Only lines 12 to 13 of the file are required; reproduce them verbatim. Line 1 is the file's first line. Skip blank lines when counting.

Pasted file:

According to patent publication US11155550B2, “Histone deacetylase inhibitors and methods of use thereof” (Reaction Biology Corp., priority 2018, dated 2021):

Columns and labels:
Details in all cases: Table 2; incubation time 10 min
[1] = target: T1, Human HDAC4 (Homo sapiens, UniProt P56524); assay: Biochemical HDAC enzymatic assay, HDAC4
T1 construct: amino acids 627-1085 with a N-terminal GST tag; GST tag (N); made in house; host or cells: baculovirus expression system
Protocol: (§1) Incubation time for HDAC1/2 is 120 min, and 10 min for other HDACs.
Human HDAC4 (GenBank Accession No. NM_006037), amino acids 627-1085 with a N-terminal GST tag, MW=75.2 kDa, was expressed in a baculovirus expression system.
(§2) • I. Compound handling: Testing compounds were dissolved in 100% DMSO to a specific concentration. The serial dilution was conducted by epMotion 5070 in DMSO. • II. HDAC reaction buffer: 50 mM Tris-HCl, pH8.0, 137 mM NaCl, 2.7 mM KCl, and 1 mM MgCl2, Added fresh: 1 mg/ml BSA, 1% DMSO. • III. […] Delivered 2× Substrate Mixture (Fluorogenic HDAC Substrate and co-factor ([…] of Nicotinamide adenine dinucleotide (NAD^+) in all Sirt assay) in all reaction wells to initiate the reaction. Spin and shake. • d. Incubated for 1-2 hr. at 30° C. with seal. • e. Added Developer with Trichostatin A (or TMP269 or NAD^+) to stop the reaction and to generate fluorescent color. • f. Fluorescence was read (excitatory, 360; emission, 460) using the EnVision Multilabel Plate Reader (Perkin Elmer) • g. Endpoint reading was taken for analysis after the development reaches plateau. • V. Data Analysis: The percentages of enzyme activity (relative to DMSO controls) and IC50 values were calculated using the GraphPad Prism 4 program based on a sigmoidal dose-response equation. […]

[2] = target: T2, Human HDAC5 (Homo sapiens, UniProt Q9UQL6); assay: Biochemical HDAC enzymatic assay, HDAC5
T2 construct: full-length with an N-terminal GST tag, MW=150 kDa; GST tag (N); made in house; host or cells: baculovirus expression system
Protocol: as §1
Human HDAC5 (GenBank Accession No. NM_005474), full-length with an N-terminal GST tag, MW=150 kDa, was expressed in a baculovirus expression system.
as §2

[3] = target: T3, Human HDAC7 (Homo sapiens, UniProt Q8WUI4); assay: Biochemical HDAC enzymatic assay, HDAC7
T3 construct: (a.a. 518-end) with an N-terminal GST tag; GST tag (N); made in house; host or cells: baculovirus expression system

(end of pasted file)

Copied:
Human HDAC5 (GenBank Accession No. NM_005474), full-length with an N-terminal GST tag, MW=150 kDa, was expressed in a baculovirus expression system.
as §2